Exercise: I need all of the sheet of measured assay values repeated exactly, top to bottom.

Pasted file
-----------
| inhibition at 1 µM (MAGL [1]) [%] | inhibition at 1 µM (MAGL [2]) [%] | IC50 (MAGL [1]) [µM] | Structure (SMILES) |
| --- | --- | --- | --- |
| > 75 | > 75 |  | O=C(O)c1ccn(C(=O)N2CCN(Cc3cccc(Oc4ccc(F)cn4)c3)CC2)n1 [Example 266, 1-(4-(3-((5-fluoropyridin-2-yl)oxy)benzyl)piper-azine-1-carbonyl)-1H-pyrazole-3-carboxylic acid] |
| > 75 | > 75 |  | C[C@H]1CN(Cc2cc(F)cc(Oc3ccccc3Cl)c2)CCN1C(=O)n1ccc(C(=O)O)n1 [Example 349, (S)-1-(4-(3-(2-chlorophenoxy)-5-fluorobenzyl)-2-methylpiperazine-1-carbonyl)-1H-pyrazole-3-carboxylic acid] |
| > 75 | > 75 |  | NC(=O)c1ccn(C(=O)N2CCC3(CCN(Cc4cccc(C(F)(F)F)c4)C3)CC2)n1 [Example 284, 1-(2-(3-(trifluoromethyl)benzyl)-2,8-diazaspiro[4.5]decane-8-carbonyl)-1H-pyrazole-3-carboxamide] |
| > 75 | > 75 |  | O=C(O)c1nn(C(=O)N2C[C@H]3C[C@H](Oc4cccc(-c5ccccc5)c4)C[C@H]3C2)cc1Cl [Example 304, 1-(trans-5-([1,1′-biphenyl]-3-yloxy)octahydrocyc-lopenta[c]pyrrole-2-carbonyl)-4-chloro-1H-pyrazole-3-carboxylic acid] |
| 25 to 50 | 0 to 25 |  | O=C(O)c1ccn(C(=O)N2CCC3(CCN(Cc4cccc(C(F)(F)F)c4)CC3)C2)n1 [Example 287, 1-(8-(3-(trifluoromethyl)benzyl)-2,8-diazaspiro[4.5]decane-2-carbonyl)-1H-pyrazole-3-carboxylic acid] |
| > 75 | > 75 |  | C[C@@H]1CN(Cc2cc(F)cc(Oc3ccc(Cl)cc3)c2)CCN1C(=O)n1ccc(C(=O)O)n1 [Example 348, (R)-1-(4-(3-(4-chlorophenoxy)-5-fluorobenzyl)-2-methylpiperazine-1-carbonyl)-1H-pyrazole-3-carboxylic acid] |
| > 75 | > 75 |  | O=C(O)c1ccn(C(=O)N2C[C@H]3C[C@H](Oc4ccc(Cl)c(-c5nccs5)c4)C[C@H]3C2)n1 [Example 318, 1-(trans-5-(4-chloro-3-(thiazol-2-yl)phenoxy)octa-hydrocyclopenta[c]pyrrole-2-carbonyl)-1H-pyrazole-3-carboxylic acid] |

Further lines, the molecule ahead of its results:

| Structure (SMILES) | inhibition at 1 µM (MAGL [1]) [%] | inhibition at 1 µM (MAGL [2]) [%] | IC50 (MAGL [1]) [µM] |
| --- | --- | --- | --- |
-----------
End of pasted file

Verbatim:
| inhibition at 1 µM (MAGL [1]) [%] | inhibition at 1 µM (MAGL [2]) [%] | IC50 (MAGL [1]) [µM] | Structure (SMILES) |
| --- | --- | --- | --- |
| > 75 | > 75 |  | O=C(O)c1ccn(C(=O)N2CCN(Cc3cccc(Oc4ccc(F)cn4)c3)CC2)n1 [Example 266, 1-(4-(3-((5-fluoropyridin-2-yl)oxy)benzyl)piper-azine-1-carbonyl)-1H-pyrazole-3-carboxylic acid] |
| > 75 | > 75 |  | C[C@H]1CN(Cc2cc(F)cc(Oc3ccccc3Cl)c2)CCN1C(=O)n1ccc(C(=O)O)n1 [Example 349, (S)-1-(4-(3-(2-chlorophenoxy)-5-fluorobenzyl)-2-methylpiperazine-1-carbonyl)-1H-pyrazole-3-carboxylic acid] |
| > 75 | > 75 |  | NC(=O)c1ccn(C(=O)N2CCC3(CCN(Cc4cccc(C(F)(F)F)c4)C3)CC2)n1 [Example 284, 1-(2-(3-(trifluoromethyl)benzyl)-2,8-diazaspiro[4.5]decane-8-carbonyl)-1H-pyrazole-3-carboxamide] |
| > 75 | > 75 |  | O=C(O)c1nn(C(=O)N2C[C@H]3C[C@H](Oc4cccc(-c5ccccc5)c4)C[C@H]3C2)cc1Cl [Example 304, 1-(trans-5-([1,1′-biphenyl]-3-yloxy)octahydrocyc-lopenta[c]pyrrole-2-carbonyl)-4-chloro-1H-pyrazole-3-carboxylic acid] |
| 25 to 50 | 0 to 25 |  | O=C(O)c1ccn(C(=O)N2CCC3(CCN(Cc4cccc(C(F)(F)F)c4)CC3)C2)n1 [Example 287, 1-(8-(3-(trifluoromethyl)benzyl)-2,8-diazaspiro[4.5]decane-2-carbonyl)-1H-pyrazole-3-carboxylic acid] |
| > 75 | > 75 |  | C[C@@H]1CN(Cc2cc(F)cc(Oc3ccc(Cl)cc3)c2)CCN1C(=O)n1ccc(C(=O)O)n1 [Example 348, (R)-1-(4-(3-(4-chlorophenoxy)-5-fluorobenzyl)-2-methylpiperazine-1-carbonyl)-1H-pyrazole-3-carboxylic acid] |
| > 75 | > 75 |  | O=C(O)c1ccn(C(=O)N2C[C@H]3C[C@H](Oc4ccc(Cl)c(-c5nccs5)c4)C[C@H]3C2)n1 [Example 318, 1-(trans-5-(4-chloro-3-(thiazol-2-yl)phenoxy)octa-hydrocyclopenta[c]pyrrole-2-carbonyl)-1H-pyrazole-3-carboxylic acid] |

Further lines, the molecule ahead of its results:

| Structure (SMILES) | inhibition at 1 µM (MAGL [1]) [%] | inhibition at 1 µM (MAGL [2]) [%] | IC50 (MAGL [1]) [µM] |
| --- | --- | --- | --- |